Interesting to see some of the comments regarding Chinese instruments and their longevity. I remember when people used to say the same about Japanese instruments. Funny how things change.

    Thanks again and I’m looking forward to the other 3 reviews.
    I just checked my Dolce and the main tuning slide water key points in the opposite direction (what I am used to) of the 1st and 3rd water keys. But I bought that Dolce over 5 years ago. The piece where I am playing the Dolce (Morceau Symphonique) was indeed recorded a bit further away from the mic, AND I recorded that piece several times to try to get the very best sound and performance that I could. The pieces I recorded on the Sinfonico were basically just done in one sitting (standing I guess is the better word as I was standing!) and one take only. I tried to play my best, but they are the result of just one pass. And when I put the pieces together to get rid of the first and last part of each snippet, that worked pretty well until I deleted the last phrase of Danny Boy. But I had all my stuff put away by then, so I just left it as is.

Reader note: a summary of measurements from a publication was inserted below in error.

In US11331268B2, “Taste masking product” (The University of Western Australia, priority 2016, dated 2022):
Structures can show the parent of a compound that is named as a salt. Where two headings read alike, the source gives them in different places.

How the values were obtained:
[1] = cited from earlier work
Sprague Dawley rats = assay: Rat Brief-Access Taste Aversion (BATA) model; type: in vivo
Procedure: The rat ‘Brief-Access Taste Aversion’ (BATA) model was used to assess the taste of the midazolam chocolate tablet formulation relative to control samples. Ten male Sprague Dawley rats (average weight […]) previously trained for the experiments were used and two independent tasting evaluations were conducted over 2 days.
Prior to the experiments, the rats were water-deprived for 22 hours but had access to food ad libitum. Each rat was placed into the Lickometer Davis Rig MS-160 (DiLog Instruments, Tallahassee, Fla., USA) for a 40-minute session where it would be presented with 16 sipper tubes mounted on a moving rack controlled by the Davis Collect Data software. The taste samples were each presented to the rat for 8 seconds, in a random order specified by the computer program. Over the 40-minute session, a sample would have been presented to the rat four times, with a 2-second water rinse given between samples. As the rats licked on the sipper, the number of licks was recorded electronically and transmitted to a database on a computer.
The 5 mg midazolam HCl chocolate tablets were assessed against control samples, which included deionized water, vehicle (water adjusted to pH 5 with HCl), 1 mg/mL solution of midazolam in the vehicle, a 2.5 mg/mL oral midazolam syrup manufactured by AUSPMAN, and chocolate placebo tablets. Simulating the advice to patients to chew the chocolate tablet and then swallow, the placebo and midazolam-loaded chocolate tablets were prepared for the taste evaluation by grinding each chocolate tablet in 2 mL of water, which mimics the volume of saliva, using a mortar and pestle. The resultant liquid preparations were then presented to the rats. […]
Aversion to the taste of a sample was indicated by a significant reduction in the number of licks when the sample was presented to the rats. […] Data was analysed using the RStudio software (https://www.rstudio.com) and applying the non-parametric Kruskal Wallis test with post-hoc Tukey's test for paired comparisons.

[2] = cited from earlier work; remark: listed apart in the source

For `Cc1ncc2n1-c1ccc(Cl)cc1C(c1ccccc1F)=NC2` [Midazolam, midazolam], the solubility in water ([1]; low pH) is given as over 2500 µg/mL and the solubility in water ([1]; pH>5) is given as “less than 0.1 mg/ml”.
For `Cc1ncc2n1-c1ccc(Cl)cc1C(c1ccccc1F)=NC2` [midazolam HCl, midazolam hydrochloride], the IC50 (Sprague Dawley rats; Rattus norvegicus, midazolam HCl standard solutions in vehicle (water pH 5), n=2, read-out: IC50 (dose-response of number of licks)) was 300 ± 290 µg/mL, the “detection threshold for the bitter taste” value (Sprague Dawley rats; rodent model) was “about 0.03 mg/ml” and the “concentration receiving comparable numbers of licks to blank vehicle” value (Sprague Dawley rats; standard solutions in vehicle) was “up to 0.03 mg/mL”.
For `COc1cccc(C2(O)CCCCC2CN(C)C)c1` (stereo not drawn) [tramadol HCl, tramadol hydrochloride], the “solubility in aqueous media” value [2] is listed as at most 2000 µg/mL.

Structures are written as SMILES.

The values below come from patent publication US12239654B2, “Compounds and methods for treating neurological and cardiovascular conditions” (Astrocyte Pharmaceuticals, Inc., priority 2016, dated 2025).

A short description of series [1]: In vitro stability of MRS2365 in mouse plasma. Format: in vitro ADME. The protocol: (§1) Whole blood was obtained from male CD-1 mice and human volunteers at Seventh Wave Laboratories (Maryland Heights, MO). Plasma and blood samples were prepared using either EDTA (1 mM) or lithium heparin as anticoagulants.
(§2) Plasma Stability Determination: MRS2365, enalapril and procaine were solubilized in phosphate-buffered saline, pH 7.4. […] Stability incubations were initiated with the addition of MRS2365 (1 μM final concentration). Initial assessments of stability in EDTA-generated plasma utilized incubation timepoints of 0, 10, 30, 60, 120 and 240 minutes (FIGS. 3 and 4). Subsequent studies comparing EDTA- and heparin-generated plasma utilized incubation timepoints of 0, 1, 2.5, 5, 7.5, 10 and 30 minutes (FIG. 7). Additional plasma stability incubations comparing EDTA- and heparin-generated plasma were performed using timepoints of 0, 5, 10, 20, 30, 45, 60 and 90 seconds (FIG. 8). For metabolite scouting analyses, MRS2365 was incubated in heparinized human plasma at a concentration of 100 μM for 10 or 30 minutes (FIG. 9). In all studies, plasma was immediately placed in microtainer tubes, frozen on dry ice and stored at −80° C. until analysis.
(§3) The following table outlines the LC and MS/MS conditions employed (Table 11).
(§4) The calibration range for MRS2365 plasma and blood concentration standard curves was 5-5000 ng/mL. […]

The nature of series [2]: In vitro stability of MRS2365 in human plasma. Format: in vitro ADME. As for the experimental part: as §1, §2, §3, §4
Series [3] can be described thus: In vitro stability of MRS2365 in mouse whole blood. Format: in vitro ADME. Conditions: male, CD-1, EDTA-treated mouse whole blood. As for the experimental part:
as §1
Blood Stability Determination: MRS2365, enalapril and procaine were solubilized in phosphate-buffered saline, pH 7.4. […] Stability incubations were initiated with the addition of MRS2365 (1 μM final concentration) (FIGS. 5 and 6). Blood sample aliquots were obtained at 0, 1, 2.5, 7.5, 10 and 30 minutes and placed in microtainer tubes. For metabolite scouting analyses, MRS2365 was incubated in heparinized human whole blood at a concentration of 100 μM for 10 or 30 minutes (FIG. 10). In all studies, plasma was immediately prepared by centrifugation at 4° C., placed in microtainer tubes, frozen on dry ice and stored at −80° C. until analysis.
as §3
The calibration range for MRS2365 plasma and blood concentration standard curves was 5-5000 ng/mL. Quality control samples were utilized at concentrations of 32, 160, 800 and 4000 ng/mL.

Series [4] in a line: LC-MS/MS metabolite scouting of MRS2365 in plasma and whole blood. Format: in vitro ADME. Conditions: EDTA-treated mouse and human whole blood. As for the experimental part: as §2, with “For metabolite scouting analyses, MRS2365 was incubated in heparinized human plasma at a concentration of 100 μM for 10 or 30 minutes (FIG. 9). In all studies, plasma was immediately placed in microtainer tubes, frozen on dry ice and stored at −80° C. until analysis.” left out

John Morgan
    The U.S. Army Band (Pershing's Own) 1971-1976
    Adams E3 Custom Series Euphonium, Wessex EP-100 Dolce Euphonium, 1956 B&H Imperial Euphonium
    Adams TB1 Tenor Trombone, Yamaha YBL-822G Bass Trombone
    Wessex TE-360 Bombino Eb Tuba
    Rapid City New Horizons & Municipal Bands (Euphonium)
    Black Hills Symphony Orchestra (Bass Trombone), Powder River Symphony, Gillette, WY (Tenor Trombone)
    Black Hills Brass Quintet (Tuba)